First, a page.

An Exchange designs a contract, which alone would be traded on the Exchange. The contract is not capable of being modified by participants, i.e., it is standardized.
The Exchange also provides a trading platform, which converges the bids and offers emanating from geographically dispersed locations.
This creates competitive conditions for trading. The Exchange also provides facilities for clearing, settlement, and arbitration facilities.
The Exchange may also provide a financially secure environment by putting in place suitable risk management mechanisms (margining system etc.), and guaranteeing the performance of the contract through the process of novation.
The National Stock Exchange of India Limited (NSE) commenced trading in derivatives with the launch of index futures on June 12, 2000.
The futures contracts are based on the popular benchmark S&P CNX Nifty Index.
The Exchange introduced trading in Index Options (also based on Nifty) on June 4, 2001.
NSE also became the first exchange to launch trading in options on individual securities from July 2, 2001.
Futures on individual securities were introduced on November 9, 2001. Futures and Options on individual securities are available on 216 securities stipulated by SEBI.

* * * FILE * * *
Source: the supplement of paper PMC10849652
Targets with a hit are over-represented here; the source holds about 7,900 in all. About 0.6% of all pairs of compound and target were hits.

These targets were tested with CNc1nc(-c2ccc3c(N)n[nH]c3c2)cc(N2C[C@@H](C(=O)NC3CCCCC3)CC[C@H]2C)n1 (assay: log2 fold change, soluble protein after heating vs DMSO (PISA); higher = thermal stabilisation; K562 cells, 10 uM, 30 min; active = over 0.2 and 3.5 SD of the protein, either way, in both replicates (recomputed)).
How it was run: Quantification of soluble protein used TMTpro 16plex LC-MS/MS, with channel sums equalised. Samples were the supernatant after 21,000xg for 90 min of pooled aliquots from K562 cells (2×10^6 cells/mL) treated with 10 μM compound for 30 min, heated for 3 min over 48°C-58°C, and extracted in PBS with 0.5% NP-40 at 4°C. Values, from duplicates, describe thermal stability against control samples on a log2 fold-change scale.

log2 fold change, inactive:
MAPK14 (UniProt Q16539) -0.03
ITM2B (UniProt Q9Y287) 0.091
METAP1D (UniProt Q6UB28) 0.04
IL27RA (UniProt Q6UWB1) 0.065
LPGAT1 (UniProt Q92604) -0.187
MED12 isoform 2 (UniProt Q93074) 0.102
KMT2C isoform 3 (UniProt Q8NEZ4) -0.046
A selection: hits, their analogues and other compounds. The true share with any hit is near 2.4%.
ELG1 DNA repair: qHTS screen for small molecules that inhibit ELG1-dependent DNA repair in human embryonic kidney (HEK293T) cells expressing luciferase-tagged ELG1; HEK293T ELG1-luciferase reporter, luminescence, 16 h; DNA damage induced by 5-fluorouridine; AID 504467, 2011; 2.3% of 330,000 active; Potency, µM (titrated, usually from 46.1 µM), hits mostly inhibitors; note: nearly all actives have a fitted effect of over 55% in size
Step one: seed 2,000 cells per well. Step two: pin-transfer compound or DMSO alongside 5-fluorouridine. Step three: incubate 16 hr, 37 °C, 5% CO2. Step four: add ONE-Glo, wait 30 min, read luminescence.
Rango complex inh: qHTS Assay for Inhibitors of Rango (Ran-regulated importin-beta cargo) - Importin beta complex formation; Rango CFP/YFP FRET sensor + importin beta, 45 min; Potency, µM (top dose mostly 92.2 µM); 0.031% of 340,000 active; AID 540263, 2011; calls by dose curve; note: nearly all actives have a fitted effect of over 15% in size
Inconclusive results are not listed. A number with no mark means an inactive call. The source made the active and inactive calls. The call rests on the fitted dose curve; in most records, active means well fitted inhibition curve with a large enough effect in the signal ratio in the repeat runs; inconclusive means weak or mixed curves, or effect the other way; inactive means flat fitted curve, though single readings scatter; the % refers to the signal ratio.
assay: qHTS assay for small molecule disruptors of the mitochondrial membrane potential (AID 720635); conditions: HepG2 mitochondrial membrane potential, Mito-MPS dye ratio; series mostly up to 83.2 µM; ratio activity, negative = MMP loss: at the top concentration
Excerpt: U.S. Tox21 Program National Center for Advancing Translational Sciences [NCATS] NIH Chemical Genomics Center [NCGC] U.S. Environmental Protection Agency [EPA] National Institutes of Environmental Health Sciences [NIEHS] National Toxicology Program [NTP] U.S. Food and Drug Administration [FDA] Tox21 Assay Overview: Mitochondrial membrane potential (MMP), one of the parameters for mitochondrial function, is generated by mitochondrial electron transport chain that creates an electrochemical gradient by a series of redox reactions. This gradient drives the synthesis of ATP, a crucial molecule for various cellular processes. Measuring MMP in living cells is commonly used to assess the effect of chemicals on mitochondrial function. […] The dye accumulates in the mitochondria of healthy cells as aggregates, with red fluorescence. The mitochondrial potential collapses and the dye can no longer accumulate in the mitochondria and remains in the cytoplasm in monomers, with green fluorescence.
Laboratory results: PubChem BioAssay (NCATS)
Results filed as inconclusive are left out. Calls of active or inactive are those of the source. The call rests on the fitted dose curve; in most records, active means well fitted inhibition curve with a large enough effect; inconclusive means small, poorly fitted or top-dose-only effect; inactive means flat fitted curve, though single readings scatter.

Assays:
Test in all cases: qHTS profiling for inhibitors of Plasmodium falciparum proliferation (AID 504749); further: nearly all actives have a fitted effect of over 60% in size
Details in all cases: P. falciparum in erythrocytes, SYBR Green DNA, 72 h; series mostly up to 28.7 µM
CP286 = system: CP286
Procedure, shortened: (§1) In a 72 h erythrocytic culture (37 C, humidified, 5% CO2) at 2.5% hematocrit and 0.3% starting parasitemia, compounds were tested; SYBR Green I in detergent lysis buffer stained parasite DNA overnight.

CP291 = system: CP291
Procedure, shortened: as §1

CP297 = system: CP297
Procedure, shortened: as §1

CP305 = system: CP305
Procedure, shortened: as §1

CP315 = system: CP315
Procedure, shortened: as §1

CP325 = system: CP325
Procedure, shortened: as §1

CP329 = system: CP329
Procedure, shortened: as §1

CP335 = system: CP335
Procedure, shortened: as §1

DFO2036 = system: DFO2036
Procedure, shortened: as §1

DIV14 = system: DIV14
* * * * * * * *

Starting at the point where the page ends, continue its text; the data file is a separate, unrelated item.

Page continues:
The Exchange has also introduced trading in Futures and Options contracts based on CNX-IT, BANK NIFTY, and NIFTY MIDCAP 50 indices.
Bombay Stock Exchange (BSE) created history on June 9, 2000, by launching the first Exchange-traded Index Derivative Contract in India, i.e., futures on the capital market benchmark index – the BSE Sensex.
On October 1, 2008, BSE launched its currency derivatives segment in dollar-rupee currency futures as the exchange-traded currency futures contracts facilitate easy access, increased transparency, efficient price discovery, better counterparty credit risk management, wider participation, and reduced transaction costs.
BSE re-launched its Derivatives Segment by enabling trading of Index and Stock Futures on its BOLT Terminal.
The change was in response to requests from trading members for a common front end from which equities and equity derivatives could be traded.
The change will enable a trader to trade in cash scrips and futures products through BOLT TWS/ IM.
The five sectoral indices that are presently available for F&O are BSE TECK, BSE FMCG, BSE Metal, BSE Bankex, and BSE Oil & Gas.
At present, The Government of India has granted permanent recognition to three national-level multi-commodity exchanges, namely,
- Multi-commodity Exchange of India Limited (MCX) Mumbai,
- National Commodity and Derivatives Exchange Limited (NCDEX), Mumbai and
- National Multi-commodity Exchange of India Limited (NMCE) Ahmedabad.
These online national commodity exchanges have been organized for conducting forward/futures trading activities in all commodities, to which section 15 of the Forward Contracts (Regulation) Act, 1952 is applicable, and the other commodities neither listed under section 17 nor section 15 of the said Act, subject to the approval of the Forward Markets Commission, Government of India.